The human reproductive system is a complex set of intertwining factors, many of which are required for sustained fertility. By interrupting even a single one of these required processes, we can find new ways to create exciting non-hormonal contraceptives for men. One process is fertilization, or the joining of human egg and sperm to create a zygote. Fertilization is a prime target for male contraception because of its place as the last step in the reproductive chain.
Fertilization from Acrozome to Zona Pellucida
The process of fertilization takes place long after other steps in reproduction like spermatogenesis, sperm transport, and sperm swimming through the reproductive tract. Once the sperm have reached the egg, or oocyte, they begin the process of binding to the egg via the acrosome reaction. The acrosome, a structure at the head of sperm, contains enzymes that are required to bind and break through the coating of the egg.
The acrosome reaction begins as the sperm approaches the zona pellucida (ZP). The ZP is a mixture of sugars and proteins that surround the outer membrane of an egg. When the ZP binds sperm, enzymatic interactions provide almost a “lock and key” recognition that allows the process to continue.
The enzymes stored in the acrosome play a number of functions, all required to penetrate the egg. Additionally, ion channels are involved in a process called sperm hyperactivation, which is crucial to fertilization. The whipping of the tail of sperm provides a mechanical boost to the sperm, thus allowing further penetration.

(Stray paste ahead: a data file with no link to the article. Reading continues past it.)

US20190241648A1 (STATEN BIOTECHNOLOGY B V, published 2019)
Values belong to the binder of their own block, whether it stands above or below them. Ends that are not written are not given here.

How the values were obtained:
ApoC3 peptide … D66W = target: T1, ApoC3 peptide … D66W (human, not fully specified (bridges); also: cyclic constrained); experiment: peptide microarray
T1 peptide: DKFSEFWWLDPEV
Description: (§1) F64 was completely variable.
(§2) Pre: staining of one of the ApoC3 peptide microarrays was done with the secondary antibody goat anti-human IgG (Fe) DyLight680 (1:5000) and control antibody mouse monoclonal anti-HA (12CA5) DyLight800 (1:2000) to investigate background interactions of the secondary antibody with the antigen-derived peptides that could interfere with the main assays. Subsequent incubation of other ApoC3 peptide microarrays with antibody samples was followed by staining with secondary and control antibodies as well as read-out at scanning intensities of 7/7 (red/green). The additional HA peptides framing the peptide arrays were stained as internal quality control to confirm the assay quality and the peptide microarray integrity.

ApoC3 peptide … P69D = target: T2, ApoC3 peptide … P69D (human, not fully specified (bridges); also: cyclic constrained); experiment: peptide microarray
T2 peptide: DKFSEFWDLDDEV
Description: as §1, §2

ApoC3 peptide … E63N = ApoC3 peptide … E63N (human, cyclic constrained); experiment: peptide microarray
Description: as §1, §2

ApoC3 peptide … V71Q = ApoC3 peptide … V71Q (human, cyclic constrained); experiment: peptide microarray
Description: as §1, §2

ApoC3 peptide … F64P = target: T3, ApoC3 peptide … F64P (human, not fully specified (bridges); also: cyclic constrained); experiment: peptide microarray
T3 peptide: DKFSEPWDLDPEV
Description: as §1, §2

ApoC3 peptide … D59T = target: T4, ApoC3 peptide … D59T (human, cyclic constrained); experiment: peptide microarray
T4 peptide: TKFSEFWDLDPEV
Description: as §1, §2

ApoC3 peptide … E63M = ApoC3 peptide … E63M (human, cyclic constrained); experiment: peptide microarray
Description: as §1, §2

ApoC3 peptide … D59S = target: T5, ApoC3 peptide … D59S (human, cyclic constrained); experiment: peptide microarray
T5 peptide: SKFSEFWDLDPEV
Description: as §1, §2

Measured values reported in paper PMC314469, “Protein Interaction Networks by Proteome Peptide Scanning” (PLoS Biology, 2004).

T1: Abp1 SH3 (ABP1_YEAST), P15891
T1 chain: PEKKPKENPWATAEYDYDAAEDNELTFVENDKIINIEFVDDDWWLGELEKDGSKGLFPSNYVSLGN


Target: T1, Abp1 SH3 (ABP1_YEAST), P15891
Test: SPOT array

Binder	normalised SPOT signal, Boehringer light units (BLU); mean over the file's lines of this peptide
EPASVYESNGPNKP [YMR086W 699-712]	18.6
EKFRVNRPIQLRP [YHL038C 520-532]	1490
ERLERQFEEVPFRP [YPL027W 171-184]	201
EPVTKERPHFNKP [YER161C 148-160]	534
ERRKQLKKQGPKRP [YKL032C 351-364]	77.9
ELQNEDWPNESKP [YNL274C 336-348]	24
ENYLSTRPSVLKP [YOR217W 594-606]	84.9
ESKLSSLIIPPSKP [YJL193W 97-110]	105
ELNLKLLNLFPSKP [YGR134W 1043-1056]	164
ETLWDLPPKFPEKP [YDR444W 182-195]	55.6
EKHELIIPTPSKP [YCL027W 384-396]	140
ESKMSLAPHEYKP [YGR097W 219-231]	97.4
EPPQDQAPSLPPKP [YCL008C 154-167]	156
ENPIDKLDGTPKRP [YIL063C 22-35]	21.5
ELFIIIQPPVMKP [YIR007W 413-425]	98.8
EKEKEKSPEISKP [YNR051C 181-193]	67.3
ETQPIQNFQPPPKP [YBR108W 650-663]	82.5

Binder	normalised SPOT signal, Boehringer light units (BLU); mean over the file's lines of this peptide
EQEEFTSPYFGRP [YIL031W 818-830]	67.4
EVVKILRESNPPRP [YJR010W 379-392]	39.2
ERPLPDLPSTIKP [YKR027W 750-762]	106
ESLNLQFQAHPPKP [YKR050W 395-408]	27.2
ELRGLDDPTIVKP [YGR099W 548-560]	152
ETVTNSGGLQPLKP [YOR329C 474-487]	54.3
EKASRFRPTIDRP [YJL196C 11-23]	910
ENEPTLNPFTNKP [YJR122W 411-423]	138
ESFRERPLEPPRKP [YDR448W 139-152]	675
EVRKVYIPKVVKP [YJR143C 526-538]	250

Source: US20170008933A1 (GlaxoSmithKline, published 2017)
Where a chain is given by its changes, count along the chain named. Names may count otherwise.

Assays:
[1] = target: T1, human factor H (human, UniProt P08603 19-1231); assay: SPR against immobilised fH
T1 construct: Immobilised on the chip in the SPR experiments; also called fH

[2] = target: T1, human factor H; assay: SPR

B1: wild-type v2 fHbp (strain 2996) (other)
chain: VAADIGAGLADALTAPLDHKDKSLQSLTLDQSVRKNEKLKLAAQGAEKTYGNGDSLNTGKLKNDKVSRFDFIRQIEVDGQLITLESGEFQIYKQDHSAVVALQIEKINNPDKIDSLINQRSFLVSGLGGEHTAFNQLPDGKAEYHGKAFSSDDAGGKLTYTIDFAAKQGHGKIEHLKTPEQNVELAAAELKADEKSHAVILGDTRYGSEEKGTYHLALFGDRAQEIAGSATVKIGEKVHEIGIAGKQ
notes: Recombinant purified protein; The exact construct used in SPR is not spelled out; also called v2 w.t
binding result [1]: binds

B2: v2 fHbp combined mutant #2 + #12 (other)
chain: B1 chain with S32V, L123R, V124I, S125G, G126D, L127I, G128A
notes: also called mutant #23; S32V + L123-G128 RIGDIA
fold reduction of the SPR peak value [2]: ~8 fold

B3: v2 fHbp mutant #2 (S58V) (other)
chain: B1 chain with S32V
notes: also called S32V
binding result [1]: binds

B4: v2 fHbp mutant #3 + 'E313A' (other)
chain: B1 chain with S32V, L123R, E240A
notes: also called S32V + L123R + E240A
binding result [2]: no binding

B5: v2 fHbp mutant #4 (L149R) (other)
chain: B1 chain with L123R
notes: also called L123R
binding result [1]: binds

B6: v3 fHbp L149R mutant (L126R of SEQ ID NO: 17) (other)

Once the sperm has made it’s way past the ZP, the cortical reaction occurs, where new enzymes stored in granules are expelled. These enzymes harden the ZP, making it impermeable to other sperm.
At this point, the membranes of the sperm and egg are prepared to fuse. Once they do, their genetic material combines to make a mature ovum.
All of these processes are tightly regulated, complicated orchestrations with multiple failure points. Some of them have been identified as possible targets for male contraception. Some targets such as TSSK6 are under investigation, and MCI is even funding work into the targets CRISP1 / 2 through Patricia Cuasnicu’s lab in Argentina.
A drug that prevents fertilization has some exciting potential, as theoretically they could be used by both men and women, providing true non-hormonal equity to the contraceptive world. Additionally, it would have the benefit of a short onset time, and could be taken possibly a few hours before coitus.
There’s more than one way to contracept.
Reproduction is a big, complicated machine, with lots of ways to put a temporary hold on the process. Fertilization is one way that male contraceptives can be created. Targets that prevent that actual fusion of sperm and egg are being worked on right now as potential male contraceptives. There are other projects focused on preventing spermatogenesis, sperm transport, and sperm motility.
Together, we’re hopeful that these scientific ventures create multiple forms of male contraception with diverse product profiles that meet the needs of more users.